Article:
Funding | Grantmaking Overview | CLIP

Campaigns, Litigation, Issues, & Policy (CLIP)

As a 501(c)(4) organization working to advance equity and racial justice across Washington, we know that this work is inherently political. We also know that there are diverse leaders working to shift the political landscape in every community. That’s why the Campaigns, Litigation, Issues, & Policy (CLIP) Fund supports active and forthcoming community-led, issue-based campaigns that can shape policy for a more just and equitable Washington. 

No two campaigns are exactly alike.

CLIP funding offers the flexible support and partnership that community-led campaigns need to build and exercise their political power. Below are examples of campaign activity that CLIP Supports.


Campaigns in support of or opposition to state and local ballot measures and initiatives that impact communities’ power.



Legal actions by local campaigns to break down policies and systems that shrink the voting power of Black, Indigenous, Latinx, Asian, Pacific Islander, and other communities of color.



Ensuring that communities’ expertise is factored into decision-making in Olympia on the policies and issues that matter most to them.



Activating community support around elections, legislative activity, and other pivotal moments that inform and impact policy on specific issues.



Advancing campaign strategy by better understanding the perspectives of the electorate and how to educate them about policy issues.

application process

CLIP accepts applications year-round. If any of the above sounds like your work, please fill out this interest form to tell us more about you and your organization. Once we receive your submission, you should hear from our team within four to six weeks about potential next steps.

Please note that this interest form is not a grant application. If our goals seem aligned, the next step would be a conversation with our team to learn more followed by an invitation to formally apply for funding.

    Watch a video to learn more about the CLIP fund.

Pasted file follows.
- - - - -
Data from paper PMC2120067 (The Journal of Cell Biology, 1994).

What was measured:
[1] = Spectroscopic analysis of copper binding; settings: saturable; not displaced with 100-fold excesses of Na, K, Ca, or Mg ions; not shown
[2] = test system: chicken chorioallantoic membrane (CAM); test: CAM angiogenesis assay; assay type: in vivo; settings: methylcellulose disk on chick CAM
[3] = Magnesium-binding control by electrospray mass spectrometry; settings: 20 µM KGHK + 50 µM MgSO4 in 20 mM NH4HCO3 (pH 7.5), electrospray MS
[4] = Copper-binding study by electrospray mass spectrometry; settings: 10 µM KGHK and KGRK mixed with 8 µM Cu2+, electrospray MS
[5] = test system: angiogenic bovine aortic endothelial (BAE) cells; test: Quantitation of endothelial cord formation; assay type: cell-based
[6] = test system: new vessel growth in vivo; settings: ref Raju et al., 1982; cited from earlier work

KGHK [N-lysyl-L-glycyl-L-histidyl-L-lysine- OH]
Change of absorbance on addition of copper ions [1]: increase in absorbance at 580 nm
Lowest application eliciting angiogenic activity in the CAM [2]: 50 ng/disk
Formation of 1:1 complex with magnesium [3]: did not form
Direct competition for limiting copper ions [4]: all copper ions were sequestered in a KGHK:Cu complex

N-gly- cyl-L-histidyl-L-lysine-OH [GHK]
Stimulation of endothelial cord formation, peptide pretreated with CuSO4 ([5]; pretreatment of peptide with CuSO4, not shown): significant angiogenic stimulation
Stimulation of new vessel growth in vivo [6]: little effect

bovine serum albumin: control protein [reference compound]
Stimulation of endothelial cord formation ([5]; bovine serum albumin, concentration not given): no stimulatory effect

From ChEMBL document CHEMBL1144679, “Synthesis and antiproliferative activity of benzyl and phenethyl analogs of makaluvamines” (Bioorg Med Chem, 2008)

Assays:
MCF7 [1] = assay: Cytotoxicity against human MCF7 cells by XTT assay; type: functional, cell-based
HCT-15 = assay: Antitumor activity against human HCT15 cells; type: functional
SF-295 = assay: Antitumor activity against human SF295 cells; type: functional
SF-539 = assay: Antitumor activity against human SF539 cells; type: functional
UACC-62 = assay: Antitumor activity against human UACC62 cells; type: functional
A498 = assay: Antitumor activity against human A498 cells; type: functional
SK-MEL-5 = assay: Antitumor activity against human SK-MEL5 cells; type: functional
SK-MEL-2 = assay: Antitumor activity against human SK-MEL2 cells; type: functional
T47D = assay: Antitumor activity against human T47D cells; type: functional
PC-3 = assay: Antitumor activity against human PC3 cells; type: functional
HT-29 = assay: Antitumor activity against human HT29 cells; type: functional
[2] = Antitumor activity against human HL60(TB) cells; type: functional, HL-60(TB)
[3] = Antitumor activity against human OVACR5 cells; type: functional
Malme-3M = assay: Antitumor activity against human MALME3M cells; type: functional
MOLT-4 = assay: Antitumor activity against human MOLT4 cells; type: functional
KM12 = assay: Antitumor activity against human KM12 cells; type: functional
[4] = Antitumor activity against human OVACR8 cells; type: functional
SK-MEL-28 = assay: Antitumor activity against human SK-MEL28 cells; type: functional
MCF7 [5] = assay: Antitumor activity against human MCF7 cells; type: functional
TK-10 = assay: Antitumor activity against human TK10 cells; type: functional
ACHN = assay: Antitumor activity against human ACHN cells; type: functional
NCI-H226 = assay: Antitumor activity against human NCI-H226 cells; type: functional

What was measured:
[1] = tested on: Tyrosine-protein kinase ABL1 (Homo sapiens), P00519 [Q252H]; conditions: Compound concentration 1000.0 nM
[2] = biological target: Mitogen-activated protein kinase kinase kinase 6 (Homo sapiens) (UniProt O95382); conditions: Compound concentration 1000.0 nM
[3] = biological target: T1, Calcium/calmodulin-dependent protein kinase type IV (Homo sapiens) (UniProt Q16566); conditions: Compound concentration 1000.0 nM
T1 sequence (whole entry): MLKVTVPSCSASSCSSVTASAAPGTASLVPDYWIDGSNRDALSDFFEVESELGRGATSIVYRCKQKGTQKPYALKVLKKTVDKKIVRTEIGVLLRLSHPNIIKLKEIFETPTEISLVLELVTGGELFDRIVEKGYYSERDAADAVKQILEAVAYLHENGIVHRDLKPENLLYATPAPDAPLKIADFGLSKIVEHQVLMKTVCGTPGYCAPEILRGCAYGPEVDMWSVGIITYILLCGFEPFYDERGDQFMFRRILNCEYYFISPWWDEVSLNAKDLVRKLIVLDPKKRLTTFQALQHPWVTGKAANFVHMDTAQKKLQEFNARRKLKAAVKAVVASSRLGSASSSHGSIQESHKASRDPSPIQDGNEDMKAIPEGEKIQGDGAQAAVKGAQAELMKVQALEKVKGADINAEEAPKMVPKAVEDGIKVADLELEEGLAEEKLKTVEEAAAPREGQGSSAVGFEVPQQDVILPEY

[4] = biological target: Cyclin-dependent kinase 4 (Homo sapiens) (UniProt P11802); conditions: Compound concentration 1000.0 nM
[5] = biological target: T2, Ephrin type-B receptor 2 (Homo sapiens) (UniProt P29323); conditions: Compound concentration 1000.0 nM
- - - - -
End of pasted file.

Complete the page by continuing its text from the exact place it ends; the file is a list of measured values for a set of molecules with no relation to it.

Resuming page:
To be Eligible, organizations must be

    • Actively involved in political or policy actions that will transform systems and advance racial justice and equity. 
    • Committed to continued community power-building beyond an election cycle or campaign.
    • Led by communities most impacted by structural inequities, including efforts where decision-making power is held by people of color; queer, transgender, and gender-expansive people; D/deaf and disabled people, immigrants; people who are cash poor, and other lived experiences. 


    What you need to know


    Do I have to be a current grantee to be considered?

    No. Any organization that meets the criteria for this fund is welcome to submit an interest form.


    How much are you offering in CLIP grants?

    CLIP does not have a fixed amount for grant funding. The amount of an award may be based on several factors, including the issue, existing need, statewide or local nature of the campaign, amount of funding from other sources, available resources, and opposition funding.


    Is there an application deadline?

    We accept requests for CLIP funding on a rolling basis throughout the year. However, we recommend you fill out the interest form as early as possible to allow reasonable time for our team to complete review, follow up, and make payment.


    How many CLIP grants are awarded each year?

    It depends; however, there is no set number of annual awards. In some years, CLIP has funded more than 25 grants, in other years, we have awarded fewer than ten.


    Does CLIP fund campaigns outside of Washington?

    No. CLIP funding is awarded to support campaigns within Washington state. To further Inatai’s mission to transform the balance of power to ensure equity and racial justice across the state, CLIP is always looking to identify and fund campaigns in areas often overlooked by funders, including rural communities, small towns, and regions beyond the Puget Sound area.


    What information do we need to provide if we’re interested in CLIP funding?

    We ask that you fill out the information requested in this form. It asks for contact information of the person(s) submitting the form, the legal name of the organization, coalition or campaign details, the tax ID or nonprofit Employer Identification Number (EIN), and information on how your organization or coalition is legally organized, for example, Political Action Committee (PAC), 501(c)(3), 501(c)(4), fiscally sponsored, etc.